Scottish Export

SCOTTISH ALE

# OG, P OG, sg FG, P FG, sg ABV, % IBU SRM

min

10.0 1.040 2.6 1.010 3.9 15 Deep amber/light copper (10-14)

min

14.7 1.060 4.1 1.016 6.0 30 Deep copper/light brown (17-18)

Overall Impression: A moderate-strength, malty beer with light caramel, toast, toffee, and fruit flavors. A slight roast dryness offsets the residual sweetness in the finish, with the bitterness perceived only to keep the beer from being cloying.

Aroma: Medium maltiness with caramel and toffee notes, and light toasty and sugary qualities that might be reminiscent of toasted breadcrumbs, ladyfingers, English biscuits, graham crackers, or butterscotch. Light pome fruitiness and light English hop aroma (earthy, floral, orange-citrus, spicy, etc.) allowable.

Appearance: Pale copper to brown. Clear. Low to moderate, creamy off-white.

Flavor: Medium toasty-bready malt with caramel and toffee overtones, finishing with a slightly roasty dryness. A wide range of caramelized sugar and toasted bread type of flavors are possible, using similar descriptors as the aroma. Clean maltiness and fermentation profile. Light esters and hop flavor allowable (similar descriptors as aroma). Sufficient bitterness to not be cloying, but with a malty balance and aftertaste.

Mouthfeel: Medium body. Medium-low to medium carbonation. Maybe be moderately creamy.

Comments: See category introduction for detailed comments. May not seem as bitter as specifications indicate due to higher finishing gravity and residual sweetness. Do not mis-perceive the light roasty dryness as smoke; smoke is not present in these beers. Americanized versions are often greater in strength (similar to American treatment of Irish Red Ales).

History: There are really only three traditional beer styles broadly available today in Scotland: the 70/- Scottish Heavy, the 80/- Scottish Export, and the Strong Scotch Ale (Wee Heavy, Style 17C). The 60/- Scottish Light is rare and often cask-only, but it does seem to be having a bit of a renaissance currently. All these styles took modern form after World War II, regardless of prior use of the same names. Currently, the 60/- is similar to a dark mild, the 70/- is similar to an ordinary bitter, and the 80/- similar to a best or strong bitter. The Scottish beers have a different balance and flavor profile, but fill a similar market position as those English beers.

The Light, Heavy, and Export beers have similar flavor profiles, and are often produced through the parti-gyling process. As gravity increases, so does the character of the beer. Traditional ingredients were dextrinous pale ale malt, corn, dark brewing sugars, and brewers caramel for coloring. Modern (post-WWII) recipes often add small amounts of dark malt and lower percentages of crystal malt, along with other ingredients like amber malt and wheat. Scottish brewers traditionally used single infusion mashes, often with underlet mashes and multiple sparges.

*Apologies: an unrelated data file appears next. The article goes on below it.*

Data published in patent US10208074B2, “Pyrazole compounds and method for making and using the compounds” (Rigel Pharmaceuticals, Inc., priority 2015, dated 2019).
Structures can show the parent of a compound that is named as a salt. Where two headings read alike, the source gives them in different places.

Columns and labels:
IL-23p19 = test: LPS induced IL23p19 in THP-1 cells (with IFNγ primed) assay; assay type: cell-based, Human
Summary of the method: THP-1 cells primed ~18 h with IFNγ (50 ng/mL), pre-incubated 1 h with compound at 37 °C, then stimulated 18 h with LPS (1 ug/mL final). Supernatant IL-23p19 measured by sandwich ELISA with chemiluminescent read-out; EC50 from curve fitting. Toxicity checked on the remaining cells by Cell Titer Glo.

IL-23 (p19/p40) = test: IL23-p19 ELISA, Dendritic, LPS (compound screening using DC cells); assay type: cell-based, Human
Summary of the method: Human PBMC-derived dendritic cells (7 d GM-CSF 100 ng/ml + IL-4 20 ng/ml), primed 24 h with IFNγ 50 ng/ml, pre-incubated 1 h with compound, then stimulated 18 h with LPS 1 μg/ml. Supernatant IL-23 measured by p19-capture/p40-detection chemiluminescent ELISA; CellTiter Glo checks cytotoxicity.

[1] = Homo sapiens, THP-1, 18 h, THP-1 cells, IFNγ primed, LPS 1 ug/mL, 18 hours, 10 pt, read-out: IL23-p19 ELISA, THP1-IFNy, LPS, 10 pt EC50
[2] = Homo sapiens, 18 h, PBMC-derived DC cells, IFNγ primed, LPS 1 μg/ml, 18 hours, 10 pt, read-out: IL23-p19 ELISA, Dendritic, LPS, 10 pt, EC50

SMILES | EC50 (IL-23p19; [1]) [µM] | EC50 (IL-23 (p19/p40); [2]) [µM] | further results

In general, these Scottish beers are weaker, sweeter, darker, lower in attenuation, and less highly hopped compared to equivalent modern English beers. They are produced using slightly cooler fermentation temperatures than their counterparts. Many of these differences have been exaggerated in popular lore; they are noticeable, but not huge, yet enough to affect the balance of the beer, and to perhaps indicate a national flavor preference. The balance remains malty and somewhat sweet due to higher finishing gravity, lower alcohol, and lower hopping rates. Many of these divergences from English beer took place between the late 1800s and the mid-1900s.

Production methods championed by homebrewers, such as kettle caramelization or grists heavy in a variety of crystal malts, are not commonly used in traditional products but can approximate those flavors when traditional ingredients aren’t available. The use of peat-smoked malt is not only completely inauthentic, it produces a dirty, phenolic flavor inappropriate in any of these styles. 

The use of ‘shilling’ (/-) designations is a Scottish curiosity. Originally it referred to the price of beer in hogshead casks, which in no way could be constant over time. Shillings aren’t even used a currency now in Scotland. But the name stuck as a shorthand for a type of beer, even if the original meaning stopped being the real price during WWI. About all it means now is that larger numbers mean stronger beers, at least within the same brewery. Between the world wars, some breweries used the price per pint rather than shillings (e.g., Maclay 6d for 60/-, 7d for 70/-, 8d for 80/-). Confusingly, during this time 90/- pale ale was a low-gravity bottled beer.

Style Comparison: See category introduction. Stronger than other Scottish Ales, but with a similar flavor profile. Similar in strength to Best Bitter and Strong Bitter, but with a different flavor profile and balance.

Commercial Examples: Belhaven Scottish Ale, Broughton Wee Jock 80 Shilling, Caledonian Edinburgh Castle, McEwan’s 80/-, McEwan’s Export, Traquair Bear Ale


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Scottish Export style commercial beer
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